On love, marriage and beer vending machines on the Farm
Of the many Stanford myths repeated to freshmen, one of the most common is that up to 70 percent of Stanford students meet their life partners at the Farm.
According to the Stanford Alumni Association and as reported by The Daily , in fact no more than 15 to 20 percent of Stanford students marry fellow trees. The Daily spoke with Stanford couples of all ages about romance on the Farm.
Barbara Beck Garton ’79 was on the swim team with her husband-to-be Dan Garton as an undergraduate at Stanford. The couple met through the team during their freshman year, although they did not know each other very well at the time because, as Barbara put it, “I was in the fast [swimmers’] lane and he was in the slow [swimmers’] lane.”
In their senior year, the pair became better acquainted. By chance, they lived in the same house, where Dan was the president.
“He was the one who assigned the rooms,” Barbara said. “He remembered me from swimming and put me around the corner from himself.”
Their courtship began, but was not an immediate success. During fall quarter their house put on a medieval party, in which Dan’s actions put a strain on their budding relationship. Dan went dressed as Prince Charming while Barbara dressed as the Lady of the Lake from the Arthurian legends.
“He had a big crush on me, but unfortunately he overindulged and ended up stripping down to his tights,” Barbara said. “It took a few more months to repair the damage he did at that party.”
Eventually, however, Dan managed to win his future wife over. According to Barbara, he impressed her with his ingenious method of stocking the house vending machine with beer, despite it being against the rules.
Claiming that her case is not unique, Barbara recalled that there were two marriages from her freshman dorm alone. Both couples remain married today, including her hallmate–who was also her best friend on the swimming team–and her best friend from freshman year.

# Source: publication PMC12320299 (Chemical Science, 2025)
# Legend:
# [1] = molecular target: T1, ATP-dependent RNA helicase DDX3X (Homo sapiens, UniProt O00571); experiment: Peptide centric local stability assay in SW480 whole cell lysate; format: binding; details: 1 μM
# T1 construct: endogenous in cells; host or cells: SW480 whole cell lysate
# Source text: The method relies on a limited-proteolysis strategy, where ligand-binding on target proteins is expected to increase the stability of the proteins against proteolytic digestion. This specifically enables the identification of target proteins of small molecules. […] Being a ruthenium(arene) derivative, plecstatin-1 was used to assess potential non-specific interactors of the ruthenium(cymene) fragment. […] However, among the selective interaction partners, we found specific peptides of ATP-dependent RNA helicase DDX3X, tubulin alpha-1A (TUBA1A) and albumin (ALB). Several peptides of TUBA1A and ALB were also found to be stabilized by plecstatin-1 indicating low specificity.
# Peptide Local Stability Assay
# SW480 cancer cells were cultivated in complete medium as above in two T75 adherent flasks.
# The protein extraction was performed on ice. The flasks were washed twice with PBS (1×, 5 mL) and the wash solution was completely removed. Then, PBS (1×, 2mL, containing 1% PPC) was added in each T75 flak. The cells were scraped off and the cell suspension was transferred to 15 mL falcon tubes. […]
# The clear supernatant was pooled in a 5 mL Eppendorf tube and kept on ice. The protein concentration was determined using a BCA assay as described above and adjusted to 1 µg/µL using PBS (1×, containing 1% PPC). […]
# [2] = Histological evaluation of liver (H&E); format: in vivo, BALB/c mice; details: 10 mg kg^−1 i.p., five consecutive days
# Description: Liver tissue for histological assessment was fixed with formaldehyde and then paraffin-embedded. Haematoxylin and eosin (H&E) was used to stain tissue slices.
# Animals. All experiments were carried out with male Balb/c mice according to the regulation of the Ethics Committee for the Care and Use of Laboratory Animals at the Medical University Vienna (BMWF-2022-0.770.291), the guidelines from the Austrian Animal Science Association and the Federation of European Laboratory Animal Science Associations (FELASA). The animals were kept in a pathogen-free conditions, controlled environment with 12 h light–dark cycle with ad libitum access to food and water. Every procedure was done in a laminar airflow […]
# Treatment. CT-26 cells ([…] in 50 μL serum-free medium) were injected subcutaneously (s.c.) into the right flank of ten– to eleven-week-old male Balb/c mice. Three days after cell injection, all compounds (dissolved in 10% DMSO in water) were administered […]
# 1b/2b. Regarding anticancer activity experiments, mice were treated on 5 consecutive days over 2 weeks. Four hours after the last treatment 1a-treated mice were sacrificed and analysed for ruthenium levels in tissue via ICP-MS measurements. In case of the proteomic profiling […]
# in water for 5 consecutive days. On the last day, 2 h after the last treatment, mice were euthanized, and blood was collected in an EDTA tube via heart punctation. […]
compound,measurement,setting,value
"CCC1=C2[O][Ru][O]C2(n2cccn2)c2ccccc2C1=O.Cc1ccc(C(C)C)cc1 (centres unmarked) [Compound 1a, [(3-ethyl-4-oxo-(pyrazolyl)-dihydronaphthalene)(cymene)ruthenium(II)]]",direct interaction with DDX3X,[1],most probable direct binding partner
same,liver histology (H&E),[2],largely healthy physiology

The marriage trend has continued even in Garton’s family.
“A girl from Dan’s freshman dorm became my sister-in-law by marrying Dan’s brother Michael, a Business School student.”
Keeping the Cardinal tradition strong, all three of the Garton’s daughters attended Stanford. One, a graduate of the class of 2007, met her husband at Stanford.
Some students, however, meet their spouses years after their time at Stanford, as was the case for Hilary Lieberman Link ’91. Link and her friends hosted a Passover Seder in April 1989, which her future husband attended with a group of friends.
“We met that one night and never saw each other again,” Link said. But 10 years later in New York, a mutual friend set them up on what was supposed to be a blind date.
“I called my friend and asked if Jeff Link was the guy from Hawaii who came to our Passover Seder,” Link said. “She said ‘Yes, it was and he was cute. You should go.’”
Although their relationship didn’t start until years after they had both left the Farm, Link said she feels that their shared connection to the school played a large role in the formation of their relationship.
“[The Stanford connection] runs through our relationship,” she said. “I think the fact that we met here had a huge impact. When we re-met, that was sort of it from then on.”
While hook-ups and flings are prominent on campus, there are many couples that envision being together for the long-term. Such is the case with Megan O’Brien ’14, who met boyfriend Michael Crayne ’12 through the archery team at the beginning of her freshman year.
Between schoolwork and extracurricular activities, many Stanford students feel they are too busy for a relationship. O’Brien said she doesn’t think this is reason not to commit to one.
“Ideally, you’ll both be involved in some of the same activities, so you can spend that time with them,” she said.
Both O’Brien and Crayne are members of the archery team and share their Catholic faith.
“You should be helping each other do what you already do better, not hindering them or taking over their life,” she said.
For O’Brien and many other students who find love at Stanford, the connection they make with their partners is more than good chemistry, but something that is deep and profound.
“To most, love is a warm, fuzzy feeling that you have when you’re close to a person and want to be with them a lot and enjoy spending time with them,” O’Brien said. “Love is, above all, a choice to be with someone and care for them and give yourself up entirely for them.”